The United Nations Office on Drugs and Crime reported Wednesday on the reduction of the markets of opium, cocaine and marijuana and the expansion of the consumption of amphetamines and ecstasy.
One of the most immediate fallouts from Gov. Mark Sanford's admission today of an extra-marital affair was his resignation as chair of the Republican Governors Association. That speeds up the leadership hand-off of the RGA -- already in the works -- to Gov. Haley Barbour of Mississippi.
Tel Aviv stands accused of deception by claiming settlement construction in the occupied territories is only continuing to cater for growing families already living there.
One hundred fifty years ago the battle of Solferino left 40,000 soldiers and civilians either wounded or killed. With too few doctors on hand, Swiss civilian Henry Dunant helped villagers care for the victims. Underscoring the direct and dire impact of war on civilians, his experience led him to found the International Red Cross Movement, which celebrates its anniversary on 24 June.
In recent days, we continue witnessing the magnificent demonstration of millions of people from all ages, genders, and national and religious minorities in Iran. They request that their basic human rights, particularly the right to freedom and to choose independently and without deception be recognized. These rights are not only constitutional in most of the countries, but also have been protected against all odds.
The world is shifting its base. In Asia, Latin America and other continents, the devastating effects of this historical crisis of capitalism do not necessarily lead to pessimism, but rather quite the opposite. There are economies that are not only resisting but also innovating in bold new ways. For example, let us consider Vietnam.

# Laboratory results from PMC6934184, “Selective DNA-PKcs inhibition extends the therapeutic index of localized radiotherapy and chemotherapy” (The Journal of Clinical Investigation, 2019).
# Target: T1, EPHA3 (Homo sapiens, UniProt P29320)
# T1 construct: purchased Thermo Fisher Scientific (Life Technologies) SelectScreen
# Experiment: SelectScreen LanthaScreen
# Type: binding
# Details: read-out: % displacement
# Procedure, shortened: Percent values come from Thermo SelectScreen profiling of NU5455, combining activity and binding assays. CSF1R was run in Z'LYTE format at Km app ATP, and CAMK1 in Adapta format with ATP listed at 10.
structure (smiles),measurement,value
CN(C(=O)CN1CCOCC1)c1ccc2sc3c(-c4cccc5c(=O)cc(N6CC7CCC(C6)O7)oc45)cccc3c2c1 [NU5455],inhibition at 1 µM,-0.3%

The UN refugee agency has said that more than 100,000 Somalis have fled near-daily atrocities including rape, the shelling of civilian areas and general fighting since May.
Studs Terkel was synonymous with the everyman, heart of the hoi polloi. In one of his last interviews he repeated a story he enjoyed telling about encountering a couple of vocally anti-union Young Urban Professionals in his hometown of Chicago. Terkel, then already into his nineties, stared down the latest denizens of the ruling class, profoundly finishing them off in a manner which they probably never forgot. That was Studs.
Wal-Mart organizing efforts are gaining momentum, in spite of the company’s concerted efforts to thwart union activity. In the United States — where the campaign is led by UFCW International — the growing interest to go union is being fed by a number of factors, including Wal-Mart’s dismal record of worker-exploitation; proposed American legislation that could stop Wal-Mart and other companies from intimidating workers who want to join a union; and concrete proof in Canada that Wal-Mart workers can unionize and get a collective agreement.
Nothing beats getting out of a think tank long enough to find out what’s really going on. Seth Freed Wessler, a researcher at the Applied Research Center, did just that, traveling to Michigan where he talked with workers for ARC’s “Race and Recession” report.